To provide veterinary medical services for homeless, or "at-risk" shelter dogs and cats; including community outreach programs, spay/ neuter, veterinary medical treatments, procedures and surgeries to facilitate the adoption these animals and to prov... Read more
To provide veterinary medical services for homeless, or "at-risk" shelter dogs and cats; including community outreach programs, spay/ neuter, veterinary medical treatments, procedures and surgeries to facilitate the adoption these animals and to provide the financial resources necessary to support the rescuing of these animals.
Community Animal Network provides veterinary medical services to rescued animals that need to find new homes and was founded in Newport Beach, California, in 1996.
C.A.N. is a community supported with donations that service the needs of shelter animals and abandoned animals that need to find new homes. Our signature community outreach program is our "Pets For Seniors" program that gives mature cats to senior people and provides the veterinary medical for the animals life-time.
Rescue animals are cared for in private homes by the "Good Samaritans" that rescued the abandoned animal, or in foster homes (when available) all lover Orange county.
Community Animal Network shows rescue animals for adoption in the caregiver's homes.
Community Animal Network is an organization truly dedicated to the missions of animal adoption and animal health awareness. Being able to work towards that mission through my volunteer hours made me feel that I was truly making an impact in my community.
Beyond this, though, the veterinary program that I was a part of gave me invaluable hands-on experience with the cats. Many veterinary programs for high school and college students restrict the work available to you due to liability issues. However, DiAnna, founder of Community Animal Network, sees a bigger picture and realizes that interactive work is the only way to train the future vets of the world.
Of course, the internship program requires extreme dedication and attention to details, but I can say that I feel more prepared for college and vet school because of it. So, if you are a dedicated volunteer aiming to work in the animal health fields, I would highly recommend working for the Community Animal Network.
I have been volunteering at Community Animal Network for over a year starting in December 2016. The sanctuary gives hands-on animal care experience. The director teaches how to administer oral and topical medication to cats. I was able to learn how to properly restrain cats thanks to DiAnna. I also learned feline grooming and nail trimming. There were several opportunities for volunteers to visit veterinary clinic. We watched spay and neuter surgeries for 2.5 hours. I had a chance to observe a dental surgery at The Cat Care Clinic. In addition, the cats at the sanctuary are very cute!! They are very sociable, and I am sure you will enjoy being a volunteer there.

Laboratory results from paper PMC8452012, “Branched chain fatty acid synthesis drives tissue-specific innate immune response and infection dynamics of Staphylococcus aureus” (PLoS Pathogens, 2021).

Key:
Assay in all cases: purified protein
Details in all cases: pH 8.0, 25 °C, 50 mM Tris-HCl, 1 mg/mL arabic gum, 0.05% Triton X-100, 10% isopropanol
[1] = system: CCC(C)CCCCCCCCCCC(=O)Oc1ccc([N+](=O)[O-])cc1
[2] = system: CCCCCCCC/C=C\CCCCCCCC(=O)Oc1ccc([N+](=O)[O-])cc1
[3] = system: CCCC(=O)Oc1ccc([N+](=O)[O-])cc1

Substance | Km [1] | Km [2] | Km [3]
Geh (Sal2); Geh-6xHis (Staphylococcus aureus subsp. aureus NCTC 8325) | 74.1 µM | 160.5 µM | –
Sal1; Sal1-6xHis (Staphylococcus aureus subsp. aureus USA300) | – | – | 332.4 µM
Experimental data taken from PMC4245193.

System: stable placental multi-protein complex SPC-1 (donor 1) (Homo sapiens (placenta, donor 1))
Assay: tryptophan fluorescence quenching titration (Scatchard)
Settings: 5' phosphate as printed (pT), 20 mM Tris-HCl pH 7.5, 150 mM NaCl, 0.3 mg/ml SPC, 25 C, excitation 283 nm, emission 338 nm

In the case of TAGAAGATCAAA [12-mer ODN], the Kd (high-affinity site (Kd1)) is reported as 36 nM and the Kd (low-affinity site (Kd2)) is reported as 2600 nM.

Last but not the least, the director gives useful insights about resume writing and the importance of the cover letter. She will teach you how to make your resume look professional! We practiced mock interviews to prepare for an actual interview. Thanks to the coordinator DiAnna, I have found a job at a veterinary clinic.
I had the opportunity to volunteer at Community Animal Network’s cat sanctuary over the summer. Caring for the cats there was very rewarding and I was also able to learn a lot. I was able to practice multiple skills including proper handling and restraint, giving different kinds of medications (pills, topicals, and oral liquids) to treat various conditions (including fleas, stomatitis, spinal stenosis, hotspots, and feline acne), and grooming (brushing and nail trims) on the cats. DiAnna is very knowledgable and experienced when it comes to animals, especially cats, so I was able to learn a lot from her. There were also multiple chances to go on mini field trips to some of the cats’ veterinary appointments as well as a spay and neuter clinic. This is a great opportunity to gain hands-on experience caring for cats as well as learn a bit about how an animal rescue is run. I would definitely recommend this to anyone looking to get their foot in the door for animal related positions.
Working at the cat sanctuary under the Community Animal Network polished my skills and knowledge in caring for cats, both in the medical field, and for their daily care. I worked as a veterinary medical intern for six months with the Community Animal Network's director Diana Pfaff-Martin. While there, I learned, and performed simple veterinary procedures such as giving subcutaneous fluids for dehydrated cats, giving pill medications, topical ointment application for skin cancer in a cat, and insulin injection for diabetic cats.
Thanks to Community Animal Network, I was able to land a job, and work as a Veterinary Assistant with one of Orange County's Feline Specialist at the Cat Clinic. The experience, and knowledge that Community Animal Network provides is great, and very useful for people who are wanting to work in the animal field.
On my first day of Volunteering for
"The Community Animal Network," it was like no other. DiAnna was all prepared and ready to go with teaching me, about how things work in the sanctuary. One of the very first things that I learned, was how to give pills to cats. DiAnna puts a great deal of emphasis on how to give medication. DiAnna was very hands on, showing me how to open their mouth, where to place the pill inside the cat's mouth, etc. Through all of it, DiAnna was encouraging, telling me it just gets easier with practice. I am actually pretty good at it now!
Apart from doing litter boxes and giving pills, I learned a lot of life-saving techniques. At one point, a older cat, Kiki, was in his last few weeks of life. Kiki needed to be given fluids and be forced fed. As a high school student, I had never given a cat fluids.